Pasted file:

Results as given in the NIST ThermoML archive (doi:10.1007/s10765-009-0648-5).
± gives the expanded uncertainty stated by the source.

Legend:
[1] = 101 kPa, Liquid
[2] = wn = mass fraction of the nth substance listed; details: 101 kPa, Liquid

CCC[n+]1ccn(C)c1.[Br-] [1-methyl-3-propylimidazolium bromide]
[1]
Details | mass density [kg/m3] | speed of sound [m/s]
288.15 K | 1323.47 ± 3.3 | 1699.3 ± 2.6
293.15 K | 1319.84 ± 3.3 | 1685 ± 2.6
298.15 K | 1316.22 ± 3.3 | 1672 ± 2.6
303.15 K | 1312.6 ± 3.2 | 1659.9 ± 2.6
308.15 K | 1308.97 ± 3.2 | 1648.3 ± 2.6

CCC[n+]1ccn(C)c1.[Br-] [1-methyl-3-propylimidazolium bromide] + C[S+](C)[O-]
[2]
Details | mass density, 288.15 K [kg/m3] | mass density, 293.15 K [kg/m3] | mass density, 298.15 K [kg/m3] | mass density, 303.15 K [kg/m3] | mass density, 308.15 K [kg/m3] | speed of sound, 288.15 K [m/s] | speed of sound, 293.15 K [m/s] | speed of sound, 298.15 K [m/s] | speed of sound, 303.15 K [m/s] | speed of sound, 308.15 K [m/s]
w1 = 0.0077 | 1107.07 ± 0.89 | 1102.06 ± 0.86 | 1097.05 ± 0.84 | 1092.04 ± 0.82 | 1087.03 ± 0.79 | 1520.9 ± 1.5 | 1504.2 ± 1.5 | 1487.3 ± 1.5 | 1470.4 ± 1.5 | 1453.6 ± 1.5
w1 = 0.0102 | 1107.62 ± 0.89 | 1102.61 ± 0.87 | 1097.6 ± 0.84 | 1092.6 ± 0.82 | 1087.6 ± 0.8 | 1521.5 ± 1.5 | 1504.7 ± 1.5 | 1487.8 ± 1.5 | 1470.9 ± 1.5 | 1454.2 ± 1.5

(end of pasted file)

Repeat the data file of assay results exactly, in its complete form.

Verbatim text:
Results as given in the NIST ThermoML archive (doi:10.1007/s10765-009-0648-5).
± gives the expanded uncertainty stated by the source.

Legend:
[1] = 101 kPa, Liquid
[2] = wn = mass fraction of the nth substance listed; details: 101 kPa, Liquid

CCC[n+]1ccn(C)c1.[Br-] [1-methyl-3-propylimidazolium bromide]
[1]
Details | mass density [kg/m3] | speed of sound [m/s]
288.15 K | 1323.47 ± 3.3 | 1699.3 ± 2.6
293.15 K | 1319.84 ± 3.3 | 1685 ± 2.6
298.15 K | 1316.22 ± 3.3 | 1672 ± 2.6
303.15 K | 1312.6 ± 3.2 | 1659.9 ± 2.6
308.15 K | 1308.97 ± 3.2 | 1648.3 ± 2.6

CCC[n+]1ccn(C)c1.[Br-] [1-methyl-3-propylimidazolium bromide] + C[S+](C)[O-]
[2]
Details | mass density, 288.15 K [kg/m3] | mass density, 293.15 K [kg/m3] | mass density, 298.15 K [kg/m3] | mass density, 303.15 K [kg/m3] | mass density, 308.15 K [kg/m3] | speed of sound, 288.15 K [m/s] | speed of sound, 293.15 K [m/s] | speed of sound, 298.15 K [m/s] | speed of sound, 303.15 K [m/s] | speed of sound, 308.15 K [m/s]
w1 = 0.0077 | 1107.07 ± 0.89 | 1102.06 ± 0.86 | 1097.05 ± 0.84 | 1092.04 ± 0.82 | 1087.03 ± 0.79 | 1520.9 ± 1.5 | 1504.2 ± 1.5 | 1487.3 ± 1.5 | 1470.4 ± 1.5 | 1453.6 ± 1.5
w1 = 0.0102 | 1107.62 ± 0.89 | 1102.61 ± 0.87 | 1097.6 ± 0.84 | 1092.6 ± 0.82 | 1087.6 ± 0.8 | 1521.5 ± 1.5 | 1504.7 ± 1.5 | 1487.8 ± 1.5 | 1470.9 ± 1.5 | 1454.2 ± 1.5